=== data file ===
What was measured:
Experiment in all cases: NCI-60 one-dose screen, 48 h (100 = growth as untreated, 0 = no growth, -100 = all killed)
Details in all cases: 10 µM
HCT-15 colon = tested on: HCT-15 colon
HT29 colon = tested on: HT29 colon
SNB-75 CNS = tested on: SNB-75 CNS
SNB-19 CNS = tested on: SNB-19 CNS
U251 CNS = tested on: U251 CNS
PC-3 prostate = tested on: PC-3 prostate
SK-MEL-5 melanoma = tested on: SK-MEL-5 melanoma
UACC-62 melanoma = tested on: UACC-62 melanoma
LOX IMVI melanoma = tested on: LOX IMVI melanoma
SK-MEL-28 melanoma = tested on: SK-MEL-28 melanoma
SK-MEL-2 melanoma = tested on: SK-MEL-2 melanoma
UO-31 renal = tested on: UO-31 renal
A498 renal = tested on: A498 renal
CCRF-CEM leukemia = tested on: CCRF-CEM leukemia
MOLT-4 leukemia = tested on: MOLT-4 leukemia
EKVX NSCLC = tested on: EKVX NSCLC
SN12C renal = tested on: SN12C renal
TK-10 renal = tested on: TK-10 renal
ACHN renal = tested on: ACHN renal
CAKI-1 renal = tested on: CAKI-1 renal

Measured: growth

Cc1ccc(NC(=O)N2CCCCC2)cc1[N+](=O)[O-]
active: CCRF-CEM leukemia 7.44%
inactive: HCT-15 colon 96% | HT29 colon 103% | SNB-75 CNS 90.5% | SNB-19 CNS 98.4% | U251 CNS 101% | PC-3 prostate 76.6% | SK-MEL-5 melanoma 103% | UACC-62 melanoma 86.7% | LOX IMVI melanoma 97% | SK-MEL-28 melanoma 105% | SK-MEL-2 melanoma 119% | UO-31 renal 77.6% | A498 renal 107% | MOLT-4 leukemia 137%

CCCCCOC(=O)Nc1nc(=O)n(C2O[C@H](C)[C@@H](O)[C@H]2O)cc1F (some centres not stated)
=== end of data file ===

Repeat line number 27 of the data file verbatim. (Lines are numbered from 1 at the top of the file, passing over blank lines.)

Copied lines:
inactive: HCT-15 colon 96% | HT29 colon 103% | SNB-75 CNS 90.5% | SNB-19 CNS 98.4% | U251 CNS 101% | PC-3 prostate 76.6% | SK-MEL-5 melanoma 103% | UACC-62 melanoma 86.7% | LOX IMVI melanoma 97% | SK-MEL-28 melanoma 105% | SK-MEL-2 melanoma 119% | UO-31 renal 77.6% | A498 renal 107% | MOLT-4 leukemia 137%